How this writer boldly uses her gift to find herself and encourages others to do the same.
Words are everywhere. Being flung about in their many mediums and then sticking to us for only our own individual reasons. The relationship between us and them, is a relentless search for growth and understanding. Specifically, understanding one another. The dialogue serves as a bridge of communication that boisterously imagines our unique differences, in turn leans into our purposes. Writers are the world’s skillful builders for this type of work. This week’s featured artist, Reonda Thompson, shares her tools of empowerment through her poetry.
Like other poets who are featured for The Wildflower Project, Reonda Thompson has helped shift my perspective of the specific genre. The Kansas City, Missouri native gives insights into the start of her passion for writing, her influences and the trajectory of career moving forward. This includes digging into some of her most recent pieces that have left impressions on many people, in addition to me.
When interviewing the poet, she stated that for 17 years, she has been committed to her craft. The encouragement and influence for her work came early in life from those closes to her, as she opens about her relationship with her parents. Her first poem penned with an inspiring vulnerability, discussing the feelings of witnessing her father’s drug addiction. “Starting off my poetry was dark, but it was true. Through depression and suicide attempts—writing saved my life”, Thompson says. I held fast to that last phrase as I reminisce on the countless times, I have outstretched my hands to pen and paper when trouble was near. There was a moving truth to that statement.
Although, Thompson’s initial push into poetry may have been bleak in the beginning, she found a lot of nurturing and wisdom from her mother who is a visual artist. She stated that reading was common in the household as her mother owns many books as well. Some key advice was given to her by her mother that can be felt by all artist in some way. “She always told me, ‘You’re not going to be happy unless you accept that you are an artist”, states Thompson. There is was, put into words how many artists felt (at least for me), trying to navigate through a work space that was not meant for them. This applied to Thompson as she originally thought her writing would lead her to a career in journalism. She soon found out that her interest in the field did not match her personality.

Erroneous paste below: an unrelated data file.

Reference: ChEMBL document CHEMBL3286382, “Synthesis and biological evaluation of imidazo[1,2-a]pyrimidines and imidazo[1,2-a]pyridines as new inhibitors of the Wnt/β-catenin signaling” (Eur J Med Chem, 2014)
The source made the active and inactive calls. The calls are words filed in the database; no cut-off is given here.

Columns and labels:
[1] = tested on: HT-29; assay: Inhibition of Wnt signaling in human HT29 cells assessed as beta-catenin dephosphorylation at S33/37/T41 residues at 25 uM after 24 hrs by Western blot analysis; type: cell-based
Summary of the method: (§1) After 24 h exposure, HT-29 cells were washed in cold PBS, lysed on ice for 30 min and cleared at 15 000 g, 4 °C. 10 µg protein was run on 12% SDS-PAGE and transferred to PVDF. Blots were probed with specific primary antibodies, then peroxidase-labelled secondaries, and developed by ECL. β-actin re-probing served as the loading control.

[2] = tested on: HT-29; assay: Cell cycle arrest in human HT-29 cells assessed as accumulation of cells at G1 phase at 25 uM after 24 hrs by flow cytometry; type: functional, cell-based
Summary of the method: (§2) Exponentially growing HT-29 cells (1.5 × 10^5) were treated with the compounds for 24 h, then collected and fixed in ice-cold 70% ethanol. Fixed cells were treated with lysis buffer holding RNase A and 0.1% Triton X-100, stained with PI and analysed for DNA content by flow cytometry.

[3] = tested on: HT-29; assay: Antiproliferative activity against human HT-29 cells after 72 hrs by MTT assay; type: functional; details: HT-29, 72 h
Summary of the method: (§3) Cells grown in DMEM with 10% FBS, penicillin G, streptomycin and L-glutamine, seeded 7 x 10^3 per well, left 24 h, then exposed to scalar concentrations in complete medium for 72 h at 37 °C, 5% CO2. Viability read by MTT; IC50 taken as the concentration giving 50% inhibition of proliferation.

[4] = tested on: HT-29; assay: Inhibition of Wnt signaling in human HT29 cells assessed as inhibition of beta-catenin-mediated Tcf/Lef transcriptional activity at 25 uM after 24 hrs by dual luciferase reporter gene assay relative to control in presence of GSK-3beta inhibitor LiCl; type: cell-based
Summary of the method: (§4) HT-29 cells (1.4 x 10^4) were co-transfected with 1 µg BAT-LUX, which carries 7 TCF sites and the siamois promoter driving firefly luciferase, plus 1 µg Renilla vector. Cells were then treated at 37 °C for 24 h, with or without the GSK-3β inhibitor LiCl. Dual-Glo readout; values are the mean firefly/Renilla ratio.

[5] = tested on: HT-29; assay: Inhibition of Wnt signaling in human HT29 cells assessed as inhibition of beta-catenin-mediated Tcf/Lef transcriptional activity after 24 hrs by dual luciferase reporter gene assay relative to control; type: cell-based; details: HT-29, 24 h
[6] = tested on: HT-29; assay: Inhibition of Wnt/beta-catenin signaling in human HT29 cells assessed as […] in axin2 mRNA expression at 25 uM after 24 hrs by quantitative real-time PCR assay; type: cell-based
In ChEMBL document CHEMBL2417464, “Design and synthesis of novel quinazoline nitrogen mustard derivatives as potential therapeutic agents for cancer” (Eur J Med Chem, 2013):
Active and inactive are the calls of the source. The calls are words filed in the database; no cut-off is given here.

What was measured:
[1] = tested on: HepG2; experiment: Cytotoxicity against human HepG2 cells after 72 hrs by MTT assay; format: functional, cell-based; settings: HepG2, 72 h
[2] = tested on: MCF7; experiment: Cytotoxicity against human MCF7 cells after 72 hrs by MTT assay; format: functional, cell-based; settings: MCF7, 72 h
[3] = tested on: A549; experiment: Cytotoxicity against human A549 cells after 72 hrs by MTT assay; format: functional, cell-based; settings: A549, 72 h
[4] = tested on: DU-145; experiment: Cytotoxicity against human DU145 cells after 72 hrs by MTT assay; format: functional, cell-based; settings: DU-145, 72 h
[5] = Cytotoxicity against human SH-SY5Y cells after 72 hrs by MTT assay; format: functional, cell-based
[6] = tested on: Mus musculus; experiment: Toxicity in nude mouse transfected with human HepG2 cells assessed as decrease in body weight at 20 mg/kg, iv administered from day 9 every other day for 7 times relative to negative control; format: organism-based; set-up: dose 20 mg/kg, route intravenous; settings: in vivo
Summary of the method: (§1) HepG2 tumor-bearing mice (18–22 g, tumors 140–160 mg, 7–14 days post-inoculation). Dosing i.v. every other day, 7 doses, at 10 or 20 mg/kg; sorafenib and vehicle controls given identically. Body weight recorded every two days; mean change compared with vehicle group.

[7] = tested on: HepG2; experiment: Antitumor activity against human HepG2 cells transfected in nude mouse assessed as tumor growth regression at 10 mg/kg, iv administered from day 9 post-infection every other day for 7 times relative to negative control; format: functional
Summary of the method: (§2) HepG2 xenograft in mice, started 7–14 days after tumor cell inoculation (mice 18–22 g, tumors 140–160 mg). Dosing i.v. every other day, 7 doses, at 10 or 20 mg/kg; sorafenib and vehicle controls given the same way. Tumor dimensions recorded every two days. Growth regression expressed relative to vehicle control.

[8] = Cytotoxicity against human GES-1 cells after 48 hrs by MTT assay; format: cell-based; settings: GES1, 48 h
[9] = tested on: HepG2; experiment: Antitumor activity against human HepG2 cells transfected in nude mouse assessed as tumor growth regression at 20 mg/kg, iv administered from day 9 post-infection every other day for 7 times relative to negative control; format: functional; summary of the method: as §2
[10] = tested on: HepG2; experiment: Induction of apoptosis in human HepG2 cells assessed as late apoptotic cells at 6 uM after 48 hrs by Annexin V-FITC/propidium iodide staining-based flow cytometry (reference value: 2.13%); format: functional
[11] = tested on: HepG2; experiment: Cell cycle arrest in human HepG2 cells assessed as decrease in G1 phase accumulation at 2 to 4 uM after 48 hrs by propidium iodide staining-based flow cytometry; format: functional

It was poetry that came to her again and again, moving her through life’s joys and challenges. “There’s no rules, it’s your view of the world”, was Thompson’s response when inquiring about why she chose poetry over other mediums. The importance of knowing and growing with that understanding can help us get a better context of the world we live in. A pivotal moment came through in her writings over the summer when she created a piece titled, “Dream Killers”. The poem was a response to a violent shooting that had stolen one of our youths from the community during this time. It documents the need for awareness for such injustices and an outcry for the hurt our city has endured.
Thompson admits that she lets the words come to her when creating personal pieces. This is seen not only in the former poem mentioned but also in other facets of her writing. The unmatched poet stretches her talent through her professional writing services, Elaborate Expressions. The business aids with creating and tailoring poetry for personalized messages. A few of the topics she has written include love poems, graduations, and words of affirmation for strong women. She has become unstoppable in her efforts to bring the gift of poetry to others.
In her latest piece shared with The Black Sunflower, titled “Love Like Ocean Waves”, she charges forward with message of love and renewal. I took note of how the words ‘waves’ and ‘love’ hold lines by themselves, as if their wide-reaching entities are too heavy to sit with the others. Love, like the ocean or any large body of water, holds unimaginable depth and secrets of its being. Both, also seeming to have healing properties in their own respective ways.
It makes me wonder about the planet being over 70 percent water and how much different our world could look if we operated the same through love, truly finding ways to outweigh or overcome the hatred that almost seems to spread too quickly. The diversity and honesty in Thompson’s writings continue to pour a necessary pureness into the world. She is a generous wordsmith and I am in anticipation of how she continues sharing her creativity.
Join us next sunday for our upcoming artist review: B. Michael Long